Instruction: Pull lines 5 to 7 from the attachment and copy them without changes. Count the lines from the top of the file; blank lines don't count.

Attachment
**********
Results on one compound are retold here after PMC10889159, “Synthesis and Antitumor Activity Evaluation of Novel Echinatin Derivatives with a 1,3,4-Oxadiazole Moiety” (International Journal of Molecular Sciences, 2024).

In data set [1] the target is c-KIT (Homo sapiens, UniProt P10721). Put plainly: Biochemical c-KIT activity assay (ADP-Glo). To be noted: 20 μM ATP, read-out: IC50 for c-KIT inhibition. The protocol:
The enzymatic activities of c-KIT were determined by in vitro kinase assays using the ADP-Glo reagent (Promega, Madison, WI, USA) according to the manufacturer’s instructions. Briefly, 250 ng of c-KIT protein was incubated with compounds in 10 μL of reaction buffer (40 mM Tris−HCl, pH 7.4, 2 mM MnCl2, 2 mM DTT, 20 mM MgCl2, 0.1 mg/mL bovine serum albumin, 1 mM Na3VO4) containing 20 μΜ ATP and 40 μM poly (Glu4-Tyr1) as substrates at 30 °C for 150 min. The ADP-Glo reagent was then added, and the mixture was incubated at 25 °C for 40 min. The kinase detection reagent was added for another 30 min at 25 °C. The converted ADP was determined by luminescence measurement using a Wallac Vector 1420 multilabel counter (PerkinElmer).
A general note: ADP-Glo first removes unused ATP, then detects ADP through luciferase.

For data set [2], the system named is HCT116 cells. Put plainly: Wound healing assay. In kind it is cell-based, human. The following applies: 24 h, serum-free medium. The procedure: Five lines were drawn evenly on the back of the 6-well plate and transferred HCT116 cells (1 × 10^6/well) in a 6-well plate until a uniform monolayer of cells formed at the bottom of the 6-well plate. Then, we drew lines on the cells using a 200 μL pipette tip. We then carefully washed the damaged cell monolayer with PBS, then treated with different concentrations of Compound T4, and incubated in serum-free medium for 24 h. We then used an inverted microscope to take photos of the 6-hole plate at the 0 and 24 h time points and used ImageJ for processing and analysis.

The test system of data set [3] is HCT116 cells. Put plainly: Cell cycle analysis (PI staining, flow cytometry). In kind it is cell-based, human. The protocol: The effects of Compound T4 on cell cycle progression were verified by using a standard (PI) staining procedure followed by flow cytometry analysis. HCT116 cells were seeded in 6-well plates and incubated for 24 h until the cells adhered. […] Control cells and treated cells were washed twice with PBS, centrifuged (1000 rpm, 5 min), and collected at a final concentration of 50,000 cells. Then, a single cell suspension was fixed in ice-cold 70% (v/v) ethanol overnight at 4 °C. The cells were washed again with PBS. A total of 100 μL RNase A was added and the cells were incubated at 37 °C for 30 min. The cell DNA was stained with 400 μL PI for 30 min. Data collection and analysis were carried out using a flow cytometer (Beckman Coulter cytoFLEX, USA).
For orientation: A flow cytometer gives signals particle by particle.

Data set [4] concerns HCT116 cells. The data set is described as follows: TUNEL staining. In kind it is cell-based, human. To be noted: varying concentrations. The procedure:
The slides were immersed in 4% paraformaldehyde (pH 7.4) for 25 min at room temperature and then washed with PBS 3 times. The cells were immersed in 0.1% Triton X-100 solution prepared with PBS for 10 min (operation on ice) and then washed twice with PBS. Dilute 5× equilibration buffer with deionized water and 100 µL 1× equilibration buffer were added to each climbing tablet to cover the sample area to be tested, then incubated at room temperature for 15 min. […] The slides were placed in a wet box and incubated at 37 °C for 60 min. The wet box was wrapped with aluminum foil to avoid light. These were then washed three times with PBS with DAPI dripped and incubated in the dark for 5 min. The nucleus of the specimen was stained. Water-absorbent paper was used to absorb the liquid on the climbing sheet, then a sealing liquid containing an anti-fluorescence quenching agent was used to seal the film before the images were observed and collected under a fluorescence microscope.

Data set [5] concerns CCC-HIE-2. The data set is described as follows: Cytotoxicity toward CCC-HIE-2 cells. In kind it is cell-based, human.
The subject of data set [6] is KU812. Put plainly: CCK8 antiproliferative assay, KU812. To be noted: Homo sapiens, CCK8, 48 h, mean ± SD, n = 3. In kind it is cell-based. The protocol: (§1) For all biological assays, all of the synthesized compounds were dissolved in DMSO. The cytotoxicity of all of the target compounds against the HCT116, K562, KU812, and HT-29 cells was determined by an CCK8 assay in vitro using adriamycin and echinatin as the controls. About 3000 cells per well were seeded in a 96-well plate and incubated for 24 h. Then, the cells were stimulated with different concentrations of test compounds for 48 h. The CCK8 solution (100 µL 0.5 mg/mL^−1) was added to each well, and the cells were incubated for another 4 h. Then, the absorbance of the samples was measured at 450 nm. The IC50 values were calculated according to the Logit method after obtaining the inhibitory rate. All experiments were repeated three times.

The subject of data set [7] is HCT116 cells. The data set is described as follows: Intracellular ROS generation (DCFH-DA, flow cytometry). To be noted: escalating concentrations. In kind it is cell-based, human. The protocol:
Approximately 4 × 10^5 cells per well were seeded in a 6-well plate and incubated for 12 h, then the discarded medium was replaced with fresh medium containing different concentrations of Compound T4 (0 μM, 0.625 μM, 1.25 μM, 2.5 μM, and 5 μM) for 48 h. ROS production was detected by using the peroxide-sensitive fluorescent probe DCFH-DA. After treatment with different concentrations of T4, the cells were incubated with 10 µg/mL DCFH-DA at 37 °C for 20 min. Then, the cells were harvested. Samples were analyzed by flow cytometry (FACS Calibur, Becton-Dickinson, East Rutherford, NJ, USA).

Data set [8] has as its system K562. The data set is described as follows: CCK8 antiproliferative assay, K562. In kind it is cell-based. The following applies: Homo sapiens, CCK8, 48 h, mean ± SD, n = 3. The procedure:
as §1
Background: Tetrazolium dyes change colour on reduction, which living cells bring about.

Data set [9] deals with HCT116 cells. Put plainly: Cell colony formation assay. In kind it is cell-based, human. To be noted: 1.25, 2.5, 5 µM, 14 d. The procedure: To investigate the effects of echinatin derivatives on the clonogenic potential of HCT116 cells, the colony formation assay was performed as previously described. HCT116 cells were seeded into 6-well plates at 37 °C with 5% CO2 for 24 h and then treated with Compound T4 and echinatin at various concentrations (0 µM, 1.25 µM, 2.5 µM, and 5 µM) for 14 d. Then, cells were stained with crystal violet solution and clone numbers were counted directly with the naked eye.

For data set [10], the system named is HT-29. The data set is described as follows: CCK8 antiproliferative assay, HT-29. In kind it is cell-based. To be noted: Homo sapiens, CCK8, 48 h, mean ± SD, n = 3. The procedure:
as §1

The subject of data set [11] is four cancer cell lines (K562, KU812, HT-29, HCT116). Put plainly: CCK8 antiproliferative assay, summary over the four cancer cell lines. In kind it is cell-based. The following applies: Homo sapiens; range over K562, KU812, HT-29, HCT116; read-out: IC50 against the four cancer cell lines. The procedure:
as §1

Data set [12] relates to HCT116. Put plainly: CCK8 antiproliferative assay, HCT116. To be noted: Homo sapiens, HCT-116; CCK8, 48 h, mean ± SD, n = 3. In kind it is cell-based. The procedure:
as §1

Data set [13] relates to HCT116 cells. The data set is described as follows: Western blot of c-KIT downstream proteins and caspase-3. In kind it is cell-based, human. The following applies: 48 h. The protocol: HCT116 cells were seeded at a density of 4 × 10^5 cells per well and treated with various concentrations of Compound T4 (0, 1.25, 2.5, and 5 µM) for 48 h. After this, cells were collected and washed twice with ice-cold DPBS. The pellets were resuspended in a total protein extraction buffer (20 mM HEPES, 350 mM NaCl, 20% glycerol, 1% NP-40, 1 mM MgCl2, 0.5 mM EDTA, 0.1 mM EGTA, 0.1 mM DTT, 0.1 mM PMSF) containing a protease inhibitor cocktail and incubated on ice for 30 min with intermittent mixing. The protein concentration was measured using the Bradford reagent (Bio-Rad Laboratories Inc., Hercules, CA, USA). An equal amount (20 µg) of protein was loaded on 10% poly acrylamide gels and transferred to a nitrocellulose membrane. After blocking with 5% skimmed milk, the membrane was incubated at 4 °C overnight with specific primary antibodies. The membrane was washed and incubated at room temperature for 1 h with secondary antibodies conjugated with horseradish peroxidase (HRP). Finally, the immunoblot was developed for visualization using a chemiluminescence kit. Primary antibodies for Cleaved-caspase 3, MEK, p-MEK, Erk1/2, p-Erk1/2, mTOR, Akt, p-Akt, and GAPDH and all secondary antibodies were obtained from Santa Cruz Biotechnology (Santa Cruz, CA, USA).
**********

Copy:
For data set [2], the system named is HCT116 cells. Put plainly: Wound healing assay. In kind it is cell-based, human. The following applies: 24 h, serum-free medium. The procedure: Five lines were drawn evenly on the back of the 6-well plate and transferred HCT116 cells (1 × 10^6/well) in a 6-well plate until a uniform monolayer of cells formed at the bottom of the 6-well plate. Then, we drew lines on the cells using a 200 μL pipette tip. We then carefully washed the damaged cell monolayer with PBS, then treated with different concentrations of Compound T4, and incubated in serum-free medium for 24 h. We then used an inverted microscope to take photos of the 6-hole plate at the 0 and 24 h time points and used ImageJ for processing and analysis.

The test system of data set [3] is HCT116 cells. Put plainly: Cell cycle analysis (PI staining, flow cytometry). In kind it is cell-based, human. The protocol: The effects of Compound T4 on cell cycle progression were verified by using a standard (PI) staining procedure followed by flow cytometry analysis. HCT116 cells were seeded in 6-well plates and incubated for 24 h until the cells adhered. […] Control cells and treated cells were washed twice with PBS, centrifuged (1000 rpm, 5 min), and collected at a final concentration of 50,000 cells. Then, a single cell suspension was fixed in ice-cold 70% (v/v) ethanol overnight at 4 °C. The cells were washed again with PBS. A total of 100 μL RNase A was added and the cells were incubated at 37 °C for 30 min. The cell DNA was stained with 400 μL PI for 30 min. Data collection and analysis were carried out using a flow cytometer (Beckman Coulter cytoFLEX, USA).
For orientation: A flow cytometer gives signals particle by particle.